Growth investing

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Growth investing is a style of investment strategy. Those who follow this style, known as growth investors, invest in companies that exhibit signs of above-average growth, even if the share price appears expensive in terms of metrics such as price-to-earnings or price-to-book ratios. In typical usage, the term "growth investing" contrasts with the strategy known as value investing.

However, some notable investors such as Warren Buffett have stated that there is no theoretical difference between the concepts of value and growth ("Growth and Value Investing are joined at the hip"), in consideration of the concept of an asset's intrinsic value. In addition, when just investing in one style of stocks, diversification could be negatively impacted.

Thomas Rowe Price, Jr. has been called "the father of growth investing".[1]

Growth at reasonable price[edit]

After the bursting of the dotcom bubble, "growth at any price" has fallen from favour. Attaching a high price to a security in the hope of high growth may be risky, since if the growth rate fails to live up to expectations, the price of the security can plummet. It is often more fashionable now to seek out stocks with high growth rates that are trading at reasonable valuations.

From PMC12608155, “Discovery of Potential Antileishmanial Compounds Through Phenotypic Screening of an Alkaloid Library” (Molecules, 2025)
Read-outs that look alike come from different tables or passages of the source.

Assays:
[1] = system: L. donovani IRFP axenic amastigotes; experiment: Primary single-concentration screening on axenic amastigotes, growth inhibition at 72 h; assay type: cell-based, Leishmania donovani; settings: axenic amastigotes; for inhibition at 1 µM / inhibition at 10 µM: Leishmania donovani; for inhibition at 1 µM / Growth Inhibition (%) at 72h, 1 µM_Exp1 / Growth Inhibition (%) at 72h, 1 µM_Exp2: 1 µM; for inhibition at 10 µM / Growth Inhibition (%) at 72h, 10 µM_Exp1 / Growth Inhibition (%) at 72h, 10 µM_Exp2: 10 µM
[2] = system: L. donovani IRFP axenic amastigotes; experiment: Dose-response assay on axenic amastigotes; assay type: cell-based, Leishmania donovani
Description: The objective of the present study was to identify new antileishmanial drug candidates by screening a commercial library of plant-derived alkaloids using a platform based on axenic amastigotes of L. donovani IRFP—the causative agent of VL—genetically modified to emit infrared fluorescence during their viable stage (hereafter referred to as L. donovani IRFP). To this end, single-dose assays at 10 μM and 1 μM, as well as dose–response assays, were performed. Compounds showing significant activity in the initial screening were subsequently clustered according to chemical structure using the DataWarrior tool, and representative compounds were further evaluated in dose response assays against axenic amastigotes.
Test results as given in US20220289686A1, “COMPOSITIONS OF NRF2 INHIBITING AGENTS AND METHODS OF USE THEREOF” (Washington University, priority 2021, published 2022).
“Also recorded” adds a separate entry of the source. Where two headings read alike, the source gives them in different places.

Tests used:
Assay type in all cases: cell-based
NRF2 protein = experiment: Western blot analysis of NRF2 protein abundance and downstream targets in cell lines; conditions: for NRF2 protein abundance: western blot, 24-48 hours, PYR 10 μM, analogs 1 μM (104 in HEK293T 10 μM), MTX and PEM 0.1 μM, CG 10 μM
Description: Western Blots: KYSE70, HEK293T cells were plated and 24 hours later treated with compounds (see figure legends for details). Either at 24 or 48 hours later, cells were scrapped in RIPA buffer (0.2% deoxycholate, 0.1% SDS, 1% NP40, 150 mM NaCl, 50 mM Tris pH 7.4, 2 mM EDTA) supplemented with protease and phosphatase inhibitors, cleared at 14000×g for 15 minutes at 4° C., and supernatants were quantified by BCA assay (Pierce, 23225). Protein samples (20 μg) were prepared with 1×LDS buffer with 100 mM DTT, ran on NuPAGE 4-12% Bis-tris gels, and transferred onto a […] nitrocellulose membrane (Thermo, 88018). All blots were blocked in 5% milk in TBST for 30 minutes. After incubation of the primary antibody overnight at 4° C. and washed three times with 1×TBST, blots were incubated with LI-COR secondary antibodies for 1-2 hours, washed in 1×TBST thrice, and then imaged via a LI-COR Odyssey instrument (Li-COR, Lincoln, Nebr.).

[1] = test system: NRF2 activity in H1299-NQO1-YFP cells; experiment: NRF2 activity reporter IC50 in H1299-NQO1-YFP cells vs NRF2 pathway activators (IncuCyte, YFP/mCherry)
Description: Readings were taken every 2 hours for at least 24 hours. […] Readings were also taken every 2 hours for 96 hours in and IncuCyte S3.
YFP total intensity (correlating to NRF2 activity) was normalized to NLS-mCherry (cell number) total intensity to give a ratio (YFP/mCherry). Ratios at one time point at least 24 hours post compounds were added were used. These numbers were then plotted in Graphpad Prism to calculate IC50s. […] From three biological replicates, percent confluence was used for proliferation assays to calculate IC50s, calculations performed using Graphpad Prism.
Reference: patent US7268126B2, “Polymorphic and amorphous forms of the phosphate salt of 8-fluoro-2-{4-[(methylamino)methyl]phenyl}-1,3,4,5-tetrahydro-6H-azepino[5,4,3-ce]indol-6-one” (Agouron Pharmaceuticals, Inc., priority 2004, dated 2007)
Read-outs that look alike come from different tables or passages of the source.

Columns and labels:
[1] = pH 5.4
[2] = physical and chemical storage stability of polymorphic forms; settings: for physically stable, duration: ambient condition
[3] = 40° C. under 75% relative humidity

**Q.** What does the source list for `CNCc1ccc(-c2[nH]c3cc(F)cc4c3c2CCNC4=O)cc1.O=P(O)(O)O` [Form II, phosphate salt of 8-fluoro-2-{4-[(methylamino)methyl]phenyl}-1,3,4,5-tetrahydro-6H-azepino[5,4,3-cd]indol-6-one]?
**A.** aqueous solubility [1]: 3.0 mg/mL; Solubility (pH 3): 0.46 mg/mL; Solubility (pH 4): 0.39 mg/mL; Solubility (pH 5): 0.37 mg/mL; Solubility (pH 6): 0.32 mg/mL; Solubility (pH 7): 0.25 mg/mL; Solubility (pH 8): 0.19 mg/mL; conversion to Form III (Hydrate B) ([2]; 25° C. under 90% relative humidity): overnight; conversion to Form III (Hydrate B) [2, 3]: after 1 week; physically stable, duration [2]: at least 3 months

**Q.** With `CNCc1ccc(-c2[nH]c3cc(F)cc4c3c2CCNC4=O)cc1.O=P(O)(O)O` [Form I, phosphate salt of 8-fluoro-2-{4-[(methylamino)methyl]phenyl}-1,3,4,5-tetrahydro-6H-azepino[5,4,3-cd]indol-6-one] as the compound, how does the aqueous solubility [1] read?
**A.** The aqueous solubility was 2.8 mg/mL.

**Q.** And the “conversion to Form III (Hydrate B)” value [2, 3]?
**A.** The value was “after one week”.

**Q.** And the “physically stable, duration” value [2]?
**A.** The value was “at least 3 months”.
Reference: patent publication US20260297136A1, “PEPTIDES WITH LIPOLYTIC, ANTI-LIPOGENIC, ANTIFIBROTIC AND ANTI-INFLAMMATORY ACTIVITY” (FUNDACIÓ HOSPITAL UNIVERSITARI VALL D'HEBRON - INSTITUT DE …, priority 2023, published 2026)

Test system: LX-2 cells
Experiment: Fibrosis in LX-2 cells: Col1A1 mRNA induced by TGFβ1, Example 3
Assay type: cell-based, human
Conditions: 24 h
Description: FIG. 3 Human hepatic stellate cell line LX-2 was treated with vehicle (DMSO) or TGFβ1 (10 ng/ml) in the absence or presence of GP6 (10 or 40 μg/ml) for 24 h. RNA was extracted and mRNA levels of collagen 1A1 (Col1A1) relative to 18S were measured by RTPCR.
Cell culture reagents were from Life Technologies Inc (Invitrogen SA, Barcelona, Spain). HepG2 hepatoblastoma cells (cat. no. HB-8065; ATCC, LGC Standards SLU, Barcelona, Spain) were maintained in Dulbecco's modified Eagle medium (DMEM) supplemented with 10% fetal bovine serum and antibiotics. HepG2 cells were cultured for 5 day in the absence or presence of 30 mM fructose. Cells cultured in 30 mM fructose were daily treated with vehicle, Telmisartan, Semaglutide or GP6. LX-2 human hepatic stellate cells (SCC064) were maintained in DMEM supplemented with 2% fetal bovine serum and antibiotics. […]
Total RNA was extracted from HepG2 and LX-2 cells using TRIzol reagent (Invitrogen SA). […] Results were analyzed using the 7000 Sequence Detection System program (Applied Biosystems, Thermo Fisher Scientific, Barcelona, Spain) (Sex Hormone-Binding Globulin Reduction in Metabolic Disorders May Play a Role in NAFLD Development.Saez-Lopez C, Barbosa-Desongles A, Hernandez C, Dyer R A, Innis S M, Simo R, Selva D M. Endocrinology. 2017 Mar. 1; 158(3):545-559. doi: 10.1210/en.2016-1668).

Growth investment vehicles[edit]

There are many ways to execute a growth investment strategy. Some of these include:

  • Emerging markets
  • Recovery shares
  • Blue chips
  • Internet and technology stock
  • Smaller companies
  • Special situations
  • Second-hand life policies

See also[edit]

References[edit]

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